But there may also be a biological reason driving people to eat whatever amount of food is placed in front of them, to the detriment of their own personal health. Today in the Journal of Neuroscience, University of Chicago neurobiologists Hayley Foo and Peggy Mason publish experiments that indicate rats get into a zone while eating or drinking something they like that actually reduces their sensitivity to pain. While eating a chocolate chip or having sugar water or regular water infused into their mouths, rats are slower to move their feet away from a hot light-bulb than when they are not eating or drinking. The implication is that rats are so focused on finishing the food in front of them, they are less susceptible to distractions…such as, for instance, a hot foot.
“It’s a strong, strong effect, but it’s not about hunger or appetite,” Mason said. “If you have all this food in front of you that’s easily available to reach out and get, you’re not going to stop eating, for basically almost any reason.”
In the wild, where food is scarce, a resistance to distraction while eating is a good skill to have. If a wild rat is eating a hard-earned nut, it would rather ignore that mild pain in its foot rather than flee the scene and risk losing the nut to another hungry animal. But for humans in modern society, where the next meal is only as far as the nearest supermarket or McDonald’s, an unshakable focus on finishing the food in front of you and drowning out distractions (like a little voice inside your head reminding you how many calories you’re consuming in that Big Mac), is decidedly unhealthy.
“We’ve gotten a lot more overweight in last 100 to 150 years,” Mason said. “We’re not more hungry; the fact of the matter is that we eat more because food is readily available and we are biologically destined to eat what’s readily available.”
But that’s not to say that there aren’t positive ways to exploit the ability of eating chocolate or drinking water to blunt the body’s response to pain. Studies have shown that giving sugar water to infants can reduce the pain of an injection, and the same method, I’m told, is used by veterinarians with dogs. Mason offers the Jewish rite of circumcision as a potential example of this phenomenon at work, where baby boys are given a small amount of wine as the foreskin is removed. The good news about Foo and Mason’s study then is that the substance used for this pain relief doesn’t have to be alcoholic, or even caloric – water was just as effective in rats as the chocolate chips.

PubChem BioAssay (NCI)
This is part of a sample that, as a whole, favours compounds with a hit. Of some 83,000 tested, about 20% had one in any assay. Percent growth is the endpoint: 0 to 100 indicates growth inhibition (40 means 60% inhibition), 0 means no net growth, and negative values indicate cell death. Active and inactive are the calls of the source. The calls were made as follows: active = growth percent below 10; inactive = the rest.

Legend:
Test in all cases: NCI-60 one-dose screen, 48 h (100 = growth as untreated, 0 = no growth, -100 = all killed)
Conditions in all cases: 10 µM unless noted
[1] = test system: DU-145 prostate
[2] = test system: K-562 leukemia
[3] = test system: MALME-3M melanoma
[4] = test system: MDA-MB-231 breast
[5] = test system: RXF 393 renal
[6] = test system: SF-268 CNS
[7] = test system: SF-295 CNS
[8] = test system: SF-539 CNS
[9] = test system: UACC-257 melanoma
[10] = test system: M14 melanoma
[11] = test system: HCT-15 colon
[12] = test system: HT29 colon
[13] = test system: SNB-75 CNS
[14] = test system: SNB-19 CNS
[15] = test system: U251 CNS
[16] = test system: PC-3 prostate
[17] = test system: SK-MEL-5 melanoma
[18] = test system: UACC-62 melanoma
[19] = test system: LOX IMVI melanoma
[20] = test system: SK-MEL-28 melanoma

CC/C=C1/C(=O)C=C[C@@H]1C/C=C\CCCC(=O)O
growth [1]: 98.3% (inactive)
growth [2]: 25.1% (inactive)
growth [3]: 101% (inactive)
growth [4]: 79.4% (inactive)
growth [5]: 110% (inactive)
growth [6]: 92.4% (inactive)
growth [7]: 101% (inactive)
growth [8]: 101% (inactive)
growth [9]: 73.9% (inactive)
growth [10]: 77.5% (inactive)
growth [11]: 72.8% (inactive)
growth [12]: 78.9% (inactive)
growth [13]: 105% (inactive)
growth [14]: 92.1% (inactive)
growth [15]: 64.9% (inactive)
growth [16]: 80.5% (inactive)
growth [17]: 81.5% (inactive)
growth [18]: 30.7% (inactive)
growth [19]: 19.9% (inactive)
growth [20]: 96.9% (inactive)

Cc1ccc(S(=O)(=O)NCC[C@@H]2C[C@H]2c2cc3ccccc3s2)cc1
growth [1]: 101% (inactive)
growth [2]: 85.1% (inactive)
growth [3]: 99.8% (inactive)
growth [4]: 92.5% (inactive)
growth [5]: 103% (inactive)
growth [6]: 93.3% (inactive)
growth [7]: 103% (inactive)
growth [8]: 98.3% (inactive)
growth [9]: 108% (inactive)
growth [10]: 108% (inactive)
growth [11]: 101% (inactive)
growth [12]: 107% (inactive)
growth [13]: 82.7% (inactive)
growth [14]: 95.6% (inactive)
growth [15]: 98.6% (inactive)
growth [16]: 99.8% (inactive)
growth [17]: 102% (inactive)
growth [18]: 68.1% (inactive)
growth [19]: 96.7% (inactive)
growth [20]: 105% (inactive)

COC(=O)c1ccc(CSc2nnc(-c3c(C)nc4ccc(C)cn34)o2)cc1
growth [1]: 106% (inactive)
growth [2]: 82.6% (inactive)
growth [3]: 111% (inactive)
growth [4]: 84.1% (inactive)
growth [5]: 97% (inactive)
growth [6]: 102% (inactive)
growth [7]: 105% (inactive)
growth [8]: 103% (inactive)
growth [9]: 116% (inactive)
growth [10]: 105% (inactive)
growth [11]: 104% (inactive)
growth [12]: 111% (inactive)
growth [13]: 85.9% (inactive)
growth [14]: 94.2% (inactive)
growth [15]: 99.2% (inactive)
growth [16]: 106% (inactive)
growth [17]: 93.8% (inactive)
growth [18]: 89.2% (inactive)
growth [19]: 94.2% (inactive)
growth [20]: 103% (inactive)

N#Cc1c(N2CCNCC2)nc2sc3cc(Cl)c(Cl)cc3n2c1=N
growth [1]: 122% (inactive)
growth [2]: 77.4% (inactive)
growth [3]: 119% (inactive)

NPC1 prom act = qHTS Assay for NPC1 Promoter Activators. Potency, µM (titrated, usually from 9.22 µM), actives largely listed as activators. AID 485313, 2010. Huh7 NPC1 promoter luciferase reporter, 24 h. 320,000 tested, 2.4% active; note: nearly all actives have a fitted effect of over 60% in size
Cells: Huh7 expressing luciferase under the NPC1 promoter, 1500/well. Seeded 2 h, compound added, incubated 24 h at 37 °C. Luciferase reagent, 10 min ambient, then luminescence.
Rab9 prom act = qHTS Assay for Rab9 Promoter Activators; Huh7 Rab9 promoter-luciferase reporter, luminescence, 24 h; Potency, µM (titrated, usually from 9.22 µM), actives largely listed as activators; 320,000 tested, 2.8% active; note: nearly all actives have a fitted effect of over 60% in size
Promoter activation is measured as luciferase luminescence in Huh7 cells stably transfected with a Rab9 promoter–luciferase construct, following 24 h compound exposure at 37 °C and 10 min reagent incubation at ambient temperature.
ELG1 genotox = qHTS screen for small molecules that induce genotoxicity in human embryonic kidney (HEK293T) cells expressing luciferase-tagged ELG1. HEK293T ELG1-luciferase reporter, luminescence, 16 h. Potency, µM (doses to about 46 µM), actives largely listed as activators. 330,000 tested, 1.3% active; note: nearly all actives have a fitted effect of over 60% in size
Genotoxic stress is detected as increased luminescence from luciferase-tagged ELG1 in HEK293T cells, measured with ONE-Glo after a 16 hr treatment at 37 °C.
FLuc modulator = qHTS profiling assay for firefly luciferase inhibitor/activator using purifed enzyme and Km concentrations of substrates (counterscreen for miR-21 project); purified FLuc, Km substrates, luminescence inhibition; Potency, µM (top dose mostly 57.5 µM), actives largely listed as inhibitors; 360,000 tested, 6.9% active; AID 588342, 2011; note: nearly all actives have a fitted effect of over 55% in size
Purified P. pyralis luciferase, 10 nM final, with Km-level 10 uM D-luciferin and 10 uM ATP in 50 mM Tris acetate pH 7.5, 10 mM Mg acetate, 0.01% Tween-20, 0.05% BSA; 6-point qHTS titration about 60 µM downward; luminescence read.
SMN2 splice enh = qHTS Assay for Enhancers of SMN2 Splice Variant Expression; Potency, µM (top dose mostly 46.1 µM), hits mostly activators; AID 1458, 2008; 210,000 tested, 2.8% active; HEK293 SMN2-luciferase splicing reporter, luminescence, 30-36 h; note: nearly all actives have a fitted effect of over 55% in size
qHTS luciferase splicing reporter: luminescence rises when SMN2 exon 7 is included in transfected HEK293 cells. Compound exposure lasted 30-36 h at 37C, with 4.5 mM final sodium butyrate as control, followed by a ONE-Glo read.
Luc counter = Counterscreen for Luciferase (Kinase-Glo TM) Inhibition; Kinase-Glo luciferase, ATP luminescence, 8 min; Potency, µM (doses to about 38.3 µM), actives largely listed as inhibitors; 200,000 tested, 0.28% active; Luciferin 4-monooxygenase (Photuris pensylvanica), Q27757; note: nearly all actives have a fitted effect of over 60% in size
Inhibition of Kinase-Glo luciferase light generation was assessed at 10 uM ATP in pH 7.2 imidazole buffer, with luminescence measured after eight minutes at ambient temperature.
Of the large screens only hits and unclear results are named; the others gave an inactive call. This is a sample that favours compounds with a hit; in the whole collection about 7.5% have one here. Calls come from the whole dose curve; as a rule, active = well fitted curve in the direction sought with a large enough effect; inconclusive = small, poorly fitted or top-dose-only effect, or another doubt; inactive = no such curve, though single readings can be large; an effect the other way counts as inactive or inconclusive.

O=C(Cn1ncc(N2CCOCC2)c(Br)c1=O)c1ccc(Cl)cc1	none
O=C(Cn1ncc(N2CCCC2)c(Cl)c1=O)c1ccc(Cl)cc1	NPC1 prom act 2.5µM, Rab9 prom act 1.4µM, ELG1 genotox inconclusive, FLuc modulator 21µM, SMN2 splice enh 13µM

Only substances that the rats did not naturally enjoy, such as a bitter quinine solution or very salty water, failed to trigger the reduced sensitivity to pain. Furthermore, the rat’s determination of what is good or bad to eat was also strongly influenced by learning in the study. When a good taste, such as sucrose, was conditioned by experimenters to turn bad via its association with sickness, ingestion of sucrose no longer triggered a reduction in pain. That result excited Don Katz, an associate professor of psychology and neuroscience at Brandeis University, who said it suggests an important biological purpose for taste.
“Here’s what you get out of tastes being palatable,” Katz said. “They’re saying that the purpose of the taste system is to give animal a cue that helps it decide what stimuli it should or shouldn’t pay attention to. It’s really important for them to know when they should stop eating if they don’t have to stop eating.”
This study is also not the first from Mason’s laboratory to show a “natural” form of pain relief – previous research has found that rats are less sensitive to pain while sleeping and even while urinating, two other behaviors you wouldn’t want to have easily interrupted in the wild. The blunting of pain during all three of these behaviors can be traced back to the brainstem, the primitive region of the brain responsible for reflexive actions. In Foo and Mason’s study, inactivating part of the brainstem called the raphe magnus removed the ability of water to change the rat’s response to pain, suggesting that this effect is as automatic as sweating during exercise.
“You’re essentially at the mercy of your brainstem, and the raphe magnus is part of that,” Mason said. “It tells you, ‘you’re going to finish eating this, whether you like it or not,’ just like you sweat while running whether you like it or not.”
And when the brainstem is in control, it’s hard to stop eating, as evidenced by the rats and their chocolate chips in Foo and Mason’s study.
“Every time, if the rat had energy to get up and get that chocolate, they never picked it up and said ‘I don’t want the rest of this chocolate,'” Mason said. “We’re talking 900-some chocolate chips; it was not a subtle finding.”